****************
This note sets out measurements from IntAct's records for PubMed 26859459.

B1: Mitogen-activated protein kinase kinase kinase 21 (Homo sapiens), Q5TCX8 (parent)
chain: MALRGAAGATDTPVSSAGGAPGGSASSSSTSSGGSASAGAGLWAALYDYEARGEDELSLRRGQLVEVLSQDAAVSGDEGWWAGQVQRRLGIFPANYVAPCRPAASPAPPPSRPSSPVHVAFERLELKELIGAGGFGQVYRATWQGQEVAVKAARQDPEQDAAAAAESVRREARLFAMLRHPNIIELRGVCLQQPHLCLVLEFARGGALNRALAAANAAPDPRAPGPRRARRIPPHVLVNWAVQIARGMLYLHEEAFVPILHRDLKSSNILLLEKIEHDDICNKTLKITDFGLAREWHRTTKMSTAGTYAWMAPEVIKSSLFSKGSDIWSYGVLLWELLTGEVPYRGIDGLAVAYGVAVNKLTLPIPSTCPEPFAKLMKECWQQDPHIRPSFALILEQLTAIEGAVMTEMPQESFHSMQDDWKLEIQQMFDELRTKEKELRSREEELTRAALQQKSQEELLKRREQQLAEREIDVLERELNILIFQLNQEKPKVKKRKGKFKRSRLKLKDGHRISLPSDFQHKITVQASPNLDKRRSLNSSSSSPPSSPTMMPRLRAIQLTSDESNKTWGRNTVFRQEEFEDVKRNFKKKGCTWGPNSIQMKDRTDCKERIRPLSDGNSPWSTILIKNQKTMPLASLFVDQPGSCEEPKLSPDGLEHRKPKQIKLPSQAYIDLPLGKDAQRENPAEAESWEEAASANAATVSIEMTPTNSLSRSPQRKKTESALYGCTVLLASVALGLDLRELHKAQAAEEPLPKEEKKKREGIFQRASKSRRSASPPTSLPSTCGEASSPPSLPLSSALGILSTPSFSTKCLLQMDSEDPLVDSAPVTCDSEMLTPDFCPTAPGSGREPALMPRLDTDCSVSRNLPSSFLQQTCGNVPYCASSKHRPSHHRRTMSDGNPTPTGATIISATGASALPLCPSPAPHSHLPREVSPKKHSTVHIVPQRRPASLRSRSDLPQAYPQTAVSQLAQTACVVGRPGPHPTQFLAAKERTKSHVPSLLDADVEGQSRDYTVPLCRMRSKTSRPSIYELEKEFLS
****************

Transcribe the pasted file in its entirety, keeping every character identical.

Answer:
This note sets out measurements from IntAct's records for PubMed 26859459.

B1: Mitogen-activated protein kinase kinase kinase 21 (Homo sapiens), Q5TCX8 (parent)
chain: MALRGAAGATDTPVSSAGGAPGGSASSSSTSSGGSASAGAGLWAALYDYEARGEDELSLRRGQLVEVLSQDAAVSGDEGWWAGQVQRRLGIFPANYVAPCRPAASPAPPPSRPSSPVHVAFERLELKELIGAGGFGQVYRATWQGQEVAVKAARQDPEQDAAAAAESVRREARLFAMLRHPNIIELRGVCLQQPHLCLVLEFARGGALNRALAAANAAPDPRAPGPRRARRIPPHVLVNWAVQIARGMLYLHEEAFVPILHRDLKSSNILLLEKIEHDDICNKTLKITDFGLAREWHRTTKMSTAGTYAWMAPEVIKSSLFSKGSDIWSYGVLLWELLTGEVPYRGIDGLAVAYGVAVNKLTLPIPSTCPEPFAKLMKECWQQDPHIRPSFALILEQLTAIEGAVMTEMPQESFHSMQDDWKLEIQQMFDELRTKEKELRSREEELTRAALQQKSQEELLKRREQQLAEREIDVLERELNILIFQLNQEKPKVKKRKGKFKRSRLKLKDGHRISLPSDFQHKITVQASPNLDKRRSLNSSSSSPPSSPTMMPRLRAIQLTSDESNKTWGRNTVFRQEEFEDVKRNFKKKGCTWGPNSIQMKDRTDCKERIRPLSDGNSPWSTILIKNQKTMPLASLFVDQPGSCEEPKLSPDGLEHRKPKQIKLPSQAYIDLPLGKDAQRENPAEAESWEEAASANAATVSIEMTPTNSLSRSPQRKKTESALYGCTVLLASVALGLDLRELHKAQAAEEPLPKEEKKKREGIFQRASKSRRSASPPTSLPSTCGEASSPPSLPLSSALGILSTPSFSTKCLLQMDSEDPLVDSAPVTCDSEMLTPDFCPTAPGSGREPALMPRLDTDCSVSRNLPSSFLQQTCGNVPYCASSKHRPSHHRRTMSDGNPTPTGATIISATGASALPLCPSPAPHSHLPREVSPKKHSTVHIVPQRRPASLRSRSDLPQAYPQTAVSQLAQTACVVGRPGPHPTQFLAAKERTKSHVPSLLDADVEGQSRDYTVPLCRMRSKTSRPSIYELEKEFLS